copy: 
src: sample_file
dest: $home/sample_file
backup: true

Using 'backup: true', a copy will back up and add the timestamp prior to overwriting the file.

How can we copy multiple files with a loop?

We use the ‘loop’ keyword and {{item}} for copying multiple files.

-name: copying multiple files from local server on the remote server 
copy: 
src: sample_file
dest: “$home/sample_file_{{item}}”
register: copy_output
loop:
-1
-2

Now, let us revise the parameters:

Hosts: The target host group must already be set into the aka hosts file of the Ansible inventory.

Tasks: under this, all the tasks would be defined.

Become: it tells Ansible to run the corresponding task as user sudo root except if specified by another user with become_user.

Copy: name of the module that will be used for this task.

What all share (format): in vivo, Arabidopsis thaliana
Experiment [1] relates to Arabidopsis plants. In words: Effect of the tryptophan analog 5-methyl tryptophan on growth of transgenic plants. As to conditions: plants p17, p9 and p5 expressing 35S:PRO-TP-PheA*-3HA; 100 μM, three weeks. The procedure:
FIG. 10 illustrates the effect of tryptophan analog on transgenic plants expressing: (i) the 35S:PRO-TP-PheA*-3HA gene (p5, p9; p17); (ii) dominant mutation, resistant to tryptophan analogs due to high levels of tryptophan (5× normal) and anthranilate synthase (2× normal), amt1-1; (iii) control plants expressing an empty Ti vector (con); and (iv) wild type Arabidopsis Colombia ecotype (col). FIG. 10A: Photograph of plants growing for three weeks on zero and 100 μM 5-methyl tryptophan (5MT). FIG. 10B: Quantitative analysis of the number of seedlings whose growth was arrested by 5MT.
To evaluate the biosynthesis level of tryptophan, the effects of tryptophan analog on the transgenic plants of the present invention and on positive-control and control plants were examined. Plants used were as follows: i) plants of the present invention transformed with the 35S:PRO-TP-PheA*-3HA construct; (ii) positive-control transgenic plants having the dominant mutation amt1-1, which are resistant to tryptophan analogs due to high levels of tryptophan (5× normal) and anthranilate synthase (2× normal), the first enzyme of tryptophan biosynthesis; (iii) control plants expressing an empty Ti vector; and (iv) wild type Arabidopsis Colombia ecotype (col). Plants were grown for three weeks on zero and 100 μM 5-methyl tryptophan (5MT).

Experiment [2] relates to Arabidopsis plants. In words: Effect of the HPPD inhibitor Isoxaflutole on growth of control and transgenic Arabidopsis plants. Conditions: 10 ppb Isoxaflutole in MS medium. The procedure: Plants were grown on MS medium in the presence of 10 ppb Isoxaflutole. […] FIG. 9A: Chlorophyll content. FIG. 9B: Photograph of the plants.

SRC: it indicates the path of the source file on the local computer on which ad-hoc command or the playbook is called. We can set Ansible for searching the file in the remote server using remote_src also.

Dest: it indicates the destination path of the host/remote server to which you want to copy the file.

Owner: it indicates the owner of the file on the destination server after it has been copied.

Group: It indicates the group of the file to the destination server after it has been copied.

Mode: setting file permissions after copying. 0644 would be defined as permission on the file rw- r-- r--

Conclusion:

In this blog, we have gone through the Ansible copy module. I hope this information is helpful. If you have any queries related to the ansible copy module, feel free to comment below.

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Srivalli
Srivalli
Research Analyst
As a senior technical content writer for HRK tainings, srivalli patchava has a greater understanding of today's data-driven environment, which includes key aspects of data management and IT organizations. She manages the task of creating great content in the areas of software testing, DevOps, Robotic process automation. Connects with her on Linkedin and Twitter.